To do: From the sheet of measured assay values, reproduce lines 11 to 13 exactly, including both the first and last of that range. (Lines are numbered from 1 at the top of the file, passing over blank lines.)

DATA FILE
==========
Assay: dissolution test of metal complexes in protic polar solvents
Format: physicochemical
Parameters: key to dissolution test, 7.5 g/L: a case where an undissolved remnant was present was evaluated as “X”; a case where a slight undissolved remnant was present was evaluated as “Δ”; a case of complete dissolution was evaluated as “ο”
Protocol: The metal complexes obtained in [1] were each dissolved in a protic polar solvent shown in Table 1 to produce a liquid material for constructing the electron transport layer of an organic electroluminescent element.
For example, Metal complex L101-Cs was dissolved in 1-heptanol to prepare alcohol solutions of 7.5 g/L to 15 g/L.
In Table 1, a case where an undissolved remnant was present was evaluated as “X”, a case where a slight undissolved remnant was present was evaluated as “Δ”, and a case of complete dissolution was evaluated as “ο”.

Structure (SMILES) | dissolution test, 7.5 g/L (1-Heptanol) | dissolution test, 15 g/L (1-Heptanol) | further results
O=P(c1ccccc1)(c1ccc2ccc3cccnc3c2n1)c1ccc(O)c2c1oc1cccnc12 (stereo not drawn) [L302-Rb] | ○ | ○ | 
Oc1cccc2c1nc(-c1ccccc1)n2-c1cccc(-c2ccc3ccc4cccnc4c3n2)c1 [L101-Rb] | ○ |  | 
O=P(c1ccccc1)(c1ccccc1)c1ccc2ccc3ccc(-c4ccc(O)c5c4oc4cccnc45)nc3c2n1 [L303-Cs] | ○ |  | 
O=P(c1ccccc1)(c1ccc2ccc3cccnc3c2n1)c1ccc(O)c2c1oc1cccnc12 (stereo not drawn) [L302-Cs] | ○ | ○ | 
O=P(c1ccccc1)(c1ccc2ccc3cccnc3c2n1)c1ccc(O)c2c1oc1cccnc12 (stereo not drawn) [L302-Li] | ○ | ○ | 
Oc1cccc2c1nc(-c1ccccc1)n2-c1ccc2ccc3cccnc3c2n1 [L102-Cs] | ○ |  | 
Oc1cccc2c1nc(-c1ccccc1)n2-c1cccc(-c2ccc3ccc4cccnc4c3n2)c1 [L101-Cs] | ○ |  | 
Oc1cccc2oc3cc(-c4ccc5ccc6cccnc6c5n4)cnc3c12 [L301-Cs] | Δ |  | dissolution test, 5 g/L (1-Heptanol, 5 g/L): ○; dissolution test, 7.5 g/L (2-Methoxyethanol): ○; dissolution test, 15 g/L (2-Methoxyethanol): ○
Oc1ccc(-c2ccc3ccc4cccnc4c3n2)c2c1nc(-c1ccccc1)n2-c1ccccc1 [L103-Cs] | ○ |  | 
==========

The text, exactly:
O=P(c1ccccc1)(c1ccc2ccc3cccnc3c2n1)c1ccc(O)c2c1oc1cccnc12 (stereo not drawn) [L302-Cs] | ○ | ○ | 
O=P(c1ccccc1)(c1ccc2ccc3cccnc3c2n1)c1ccc(O)c2c1oc1cccnc12 (stereo not drawn) [L302-Li] | ○ | ○ | 
Oc1cccc2c1nc(-c1ccccc1)n2-c1ccc2ccc3cccnc3c2n1 [L102-Cs] | ○ |  | 